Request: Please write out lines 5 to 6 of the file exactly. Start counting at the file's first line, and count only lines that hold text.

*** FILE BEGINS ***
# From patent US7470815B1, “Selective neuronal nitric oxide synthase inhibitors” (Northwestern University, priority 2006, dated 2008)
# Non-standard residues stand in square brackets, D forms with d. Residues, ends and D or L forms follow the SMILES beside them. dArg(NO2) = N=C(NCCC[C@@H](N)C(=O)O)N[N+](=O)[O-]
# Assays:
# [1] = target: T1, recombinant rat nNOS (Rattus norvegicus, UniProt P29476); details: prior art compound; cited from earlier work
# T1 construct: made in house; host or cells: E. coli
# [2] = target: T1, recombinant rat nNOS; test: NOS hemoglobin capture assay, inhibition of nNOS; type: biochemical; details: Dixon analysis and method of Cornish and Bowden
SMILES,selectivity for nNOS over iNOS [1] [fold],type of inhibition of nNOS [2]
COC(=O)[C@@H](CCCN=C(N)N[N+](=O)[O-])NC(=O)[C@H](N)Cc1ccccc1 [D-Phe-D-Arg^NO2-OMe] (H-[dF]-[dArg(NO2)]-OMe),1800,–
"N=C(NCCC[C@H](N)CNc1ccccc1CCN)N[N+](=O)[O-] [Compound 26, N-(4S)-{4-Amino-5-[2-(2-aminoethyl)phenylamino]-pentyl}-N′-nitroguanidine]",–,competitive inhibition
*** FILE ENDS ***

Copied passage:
# T1 construct: made in house; host or cells: E. coli
# [2] = target: T1, recombinant rat nNOS; test: NOS hemoglobin capture assay, inhibition of nNOS; type: biochemical; details: Dixon analysis and method of Cornish and Bowden